But in this twelfth year of her life, the elders were perceiving a pattern change—a pattern that had governed life on desert lands for thousands of years. The monsoon was late. July stayed dry. Rains came, but they were often more like the other rainy season—the gentle, steady winter rains. The people who gardened in the old ways, letting basins fill with summer storm water, noticed first.

 Daniel Flanagan

After they had finished the gray-water system, Daniel excused himself to shower. As the trickle of cool water spattered on his hot skin, he thought about the sudden turn of events in his life. A woman was now in the picture. It was like a bomb had dropped from the sky on the brokered peace he’d managed to create for himself since his mother died. He realized suddenly that his father, as clueless as he could be, might actually be moving on. It was shocking to Daniel. He felt a knot of resentment in his gut. But shouldn’t he be glad? Living with his father this year had been like living with a stone statue. Was it possible a woman had moved his father’s broken heart? He wondered what she was like. What if he didn’t like her?

Hunting for Treasures Not on the Internet

Digging for ...

Digging for …

The art of finding nuggets of wisdom and truth telling in a world of data, false fronts, and confusing messages, has never been more challenging–but worth it.

In the blog, Brain Pickings, Maria Popova, is one of the best. I can see her with her “miner’s cap” flooding unlikely places with new illumination. Piles of old books, letters, and memoirs are her digging ground.

Maria, a young social entrepreneur, who looks back to old but wise sources for directions. Then she presents them in exciting new media formats. She is a curator of moral, ethical, and social discourses from which we can continue to pull jewels.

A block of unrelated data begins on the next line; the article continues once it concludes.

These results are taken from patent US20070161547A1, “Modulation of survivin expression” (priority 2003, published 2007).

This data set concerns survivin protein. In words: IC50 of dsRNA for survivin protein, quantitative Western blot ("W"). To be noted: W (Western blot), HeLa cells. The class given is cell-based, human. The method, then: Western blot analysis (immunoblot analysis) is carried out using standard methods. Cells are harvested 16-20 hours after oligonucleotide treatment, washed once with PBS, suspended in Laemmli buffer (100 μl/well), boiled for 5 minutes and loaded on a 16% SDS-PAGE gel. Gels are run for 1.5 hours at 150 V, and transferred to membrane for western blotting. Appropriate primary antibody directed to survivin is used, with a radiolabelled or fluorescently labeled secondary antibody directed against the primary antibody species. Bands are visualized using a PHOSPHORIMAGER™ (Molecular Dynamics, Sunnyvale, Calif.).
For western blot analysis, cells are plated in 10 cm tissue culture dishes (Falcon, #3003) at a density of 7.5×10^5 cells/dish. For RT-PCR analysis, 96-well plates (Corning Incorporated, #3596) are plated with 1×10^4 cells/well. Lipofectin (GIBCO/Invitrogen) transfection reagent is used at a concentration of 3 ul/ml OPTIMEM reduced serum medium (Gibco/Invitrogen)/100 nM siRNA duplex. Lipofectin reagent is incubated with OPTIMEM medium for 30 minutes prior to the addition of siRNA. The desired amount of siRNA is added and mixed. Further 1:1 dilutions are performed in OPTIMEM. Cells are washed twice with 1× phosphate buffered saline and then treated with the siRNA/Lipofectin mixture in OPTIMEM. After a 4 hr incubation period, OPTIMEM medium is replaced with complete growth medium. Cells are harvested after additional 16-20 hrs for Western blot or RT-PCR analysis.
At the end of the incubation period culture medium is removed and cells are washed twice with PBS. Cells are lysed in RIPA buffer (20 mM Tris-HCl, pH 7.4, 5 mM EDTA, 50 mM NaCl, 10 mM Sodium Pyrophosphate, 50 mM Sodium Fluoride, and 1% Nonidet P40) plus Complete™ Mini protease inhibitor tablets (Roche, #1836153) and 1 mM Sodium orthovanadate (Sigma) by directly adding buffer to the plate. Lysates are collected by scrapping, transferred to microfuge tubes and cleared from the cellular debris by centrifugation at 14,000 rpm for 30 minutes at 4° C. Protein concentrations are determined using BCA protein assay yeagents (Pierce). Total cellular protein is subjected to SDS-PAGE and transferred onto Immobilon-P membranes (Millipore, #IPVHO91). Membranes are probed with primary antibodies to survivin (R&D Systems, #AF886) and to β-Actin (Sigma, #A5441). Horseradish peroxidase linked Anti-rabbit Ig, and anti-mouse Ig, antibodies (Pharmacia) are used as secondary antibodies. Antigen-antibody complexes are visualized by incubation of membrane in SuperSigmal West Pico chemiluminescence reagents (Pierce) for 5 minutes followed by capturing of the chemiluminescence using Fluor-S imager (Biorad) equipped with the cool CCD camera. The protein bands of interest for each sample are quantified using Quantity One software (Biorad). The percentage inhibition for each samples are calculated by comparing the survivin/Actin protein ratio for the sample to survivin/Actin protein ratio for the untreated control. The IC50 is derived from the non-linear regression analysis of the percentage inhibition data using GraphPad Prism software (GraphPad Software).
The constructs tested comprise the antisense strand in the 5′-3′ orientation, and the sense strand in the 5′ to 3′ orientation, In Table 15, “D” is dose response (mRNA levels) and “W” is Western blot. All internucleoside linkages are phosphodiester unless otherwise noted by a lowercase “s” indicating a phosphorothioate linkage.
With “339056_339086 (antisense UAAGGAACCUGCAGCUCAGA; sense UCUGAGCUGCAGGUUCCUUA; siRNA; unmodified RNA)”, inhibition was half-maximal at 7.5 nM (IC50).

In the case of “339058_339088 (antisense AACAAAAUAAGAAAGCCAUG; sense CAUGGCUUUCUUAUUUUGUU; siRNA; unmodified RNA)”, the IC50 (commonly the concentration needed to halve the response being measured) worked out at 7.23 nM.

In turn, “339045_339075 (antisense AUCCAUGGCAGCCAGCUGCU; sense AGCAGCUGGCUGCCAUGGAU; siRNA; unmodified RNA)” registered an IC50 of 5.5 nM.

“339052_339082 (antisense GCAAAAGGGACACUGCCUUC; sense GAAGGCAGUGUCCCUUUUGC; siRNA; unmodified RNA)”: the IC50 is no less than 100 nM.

OnBeing.org has rebroadcast an interview with Popova, which is refreshing and inspiring. Check it out when you feel the need for a mental floss!

 

Rain, rain in desert land!

Rain in Desert

Rain in Desert

The last two days in Tucson have me swooning. When rain comes in a typically dry region, it is truly a blessing. The scent of creosote floats low on the ground like a perfumed decongestant, it opens my lungs when I breathe deeply. The sound of winter rain is gentle because these are the slow soaking rains. I lay in bed listening to the drips and little drumming sounds as each precious drop falls to the ground.

Then I dream of the places — streets, homes, and businesses — where rain is being collected for later use. Shining swirled metal on cisterns by homes and shops, landscaping that directs rivulets of blue water into the roots of trees, along garden paths, and to fruiting citrus trees. Lemons, tangerines, kumquat, oranges and grapefruit trees are full now, gaily greeting passersby. On a morning’s walk around the neighborhood, I pick up a lemon that has dropped and rolled to the sidewalk. Fair game?

This is food security, at least part of it, besides enhancing the world in which we live. Collecting rain water is an old, maybe ancient, human art. My grandparents in Tennessee had a huge cistern on their farm. But, here in the desert lands of America that are heating and drying, it is an essential skill. Brad Lancaster, a local Tucson resident, has spent the last two decades of his life teaching himself and others how to harvest rainwater. This coming weekend he is a featured presenter at the Tucson TEDx conference. To learn more go to Brad’s website. I highly recommend his books. He is one of many many Tucson Treasures. Videos by Brad